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Dupuytren's Contracture

WHAT YOU NEED TO KNOW:

Dupuytren's contracture occurs when tissues in your hand thicken. The thickened tissue may form cords that extend from your palm to your finger. The cords may shorten, and your palm or finger may become stuck in a bent position. Dupuytren's contracture may occur in one or both of your hands. It is more common in the right hand and the ring or little fingers.

DISCHARGE INSTRUCTIONS:

Return to the emergency department if:

  • You have severe pain in your hand.
  • You cannot use your hand at all.

Contact your healthcare provider if:

  • You have a fever or chills.
  • There is a new lump, dimple, or dent on your palm or finger.
  • You have a pocket of fluid under your skin.
  • Your palm or finger becomes bent again.
  • You feel tingling or a pricking feeling on your hand.
  • You have trouble straightening your finger or palm.
  • You have questions or concerns about your condition or care.

Self-care:

  • Go to physical or occupational therapy. A physical therapist teaches you exercises to improve movement and strength.
  • Stretch your fingers. Bend them backward from your palm to straighten them.
  • Use heat and massage. Apply heat on your hand and gently massage your fingers and palm.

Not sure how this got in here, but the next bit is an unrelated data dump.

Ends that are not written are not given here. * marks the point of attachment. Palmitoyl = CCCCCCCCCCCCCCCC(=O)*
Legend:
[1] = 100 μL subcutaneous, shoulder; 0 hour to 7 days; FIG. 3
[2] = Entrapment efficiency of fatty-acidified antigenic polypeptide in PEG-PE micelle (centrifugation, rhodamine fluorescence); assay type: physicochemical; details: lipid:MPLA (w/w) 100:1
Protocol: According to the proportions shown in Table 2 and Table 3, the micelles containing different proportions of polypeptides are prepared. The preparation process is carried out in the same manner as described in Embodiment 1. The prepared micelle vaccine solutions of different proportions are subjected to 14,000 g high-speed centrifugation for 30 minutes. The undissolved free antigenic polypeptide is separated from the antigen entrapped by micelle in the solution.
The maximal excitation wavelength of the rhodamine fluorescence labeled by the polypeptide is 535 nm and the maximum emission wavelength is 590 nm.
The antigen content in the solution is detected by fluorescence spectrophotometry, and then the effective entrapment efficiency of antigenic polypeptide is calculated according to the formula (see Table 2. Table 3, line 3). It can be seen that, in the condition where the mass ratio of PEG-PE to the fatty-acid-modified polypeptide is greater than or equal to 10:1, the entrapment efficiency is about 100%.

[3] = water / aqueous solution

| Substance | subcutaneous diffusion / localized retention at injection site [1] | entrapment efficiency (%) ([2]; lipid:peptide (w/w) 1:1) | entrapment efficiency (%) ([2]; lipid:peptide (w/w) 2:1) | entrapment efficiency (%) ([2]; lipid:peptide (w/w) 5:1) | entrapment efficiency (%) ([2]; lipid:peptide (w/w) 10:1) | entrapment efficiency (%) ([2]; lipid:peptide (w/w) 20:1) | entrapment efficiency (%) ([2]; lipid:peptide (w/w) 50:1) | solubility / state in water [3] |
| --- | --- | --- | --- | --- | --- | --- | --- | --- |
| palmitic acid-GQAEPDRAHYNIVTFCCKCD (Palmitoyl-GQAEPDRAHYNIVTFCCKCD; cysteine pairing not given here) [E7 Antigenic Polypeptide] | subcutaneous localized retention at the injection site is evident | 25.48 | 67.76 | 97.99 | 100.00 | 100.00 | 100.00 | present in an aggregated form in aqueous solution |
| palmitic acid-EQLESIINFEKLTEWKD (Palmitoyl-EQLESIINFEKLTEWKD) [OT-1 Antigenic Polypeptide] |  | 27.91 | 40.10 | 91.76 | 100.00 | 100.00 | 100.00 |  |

• Wear your splint as directed. You may need to wear a splint to help straighten your fingers.
  • Limit alcohol. Ask how much alcohol you should drink.
  • Do not smoke. Nicotine and other chemicals in cigarettes and cigars can make your symptoms worse. Ask your healthcare provider for information if you currently smoke and need help to quit. E-cigarettes or smokeless tobacco still contain nicotine. Talk to your healthcare provider before you use these products.

Follow up with your healthcare provider as directed:

You may need to return every 6 months to 1 year to have your hand checked or measured. Write down your questions so you remember to ask them during your visits.

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The above information is an educational aid only. It is not intended as medical advice for individual conditions or treatments. Talk to your doctor, nurse or pharmacist before following any medical regimen to see if it is safe and effective for you.

Further information

Always consult your healthcare provider to ensure the information displayed on this page applies to your personal circumstances.

Learn more about Dupuytren's Contracture (Aftercare Instructions)

Associated drugs

Micromedex® Care Notes

Mayo Clinic Reference

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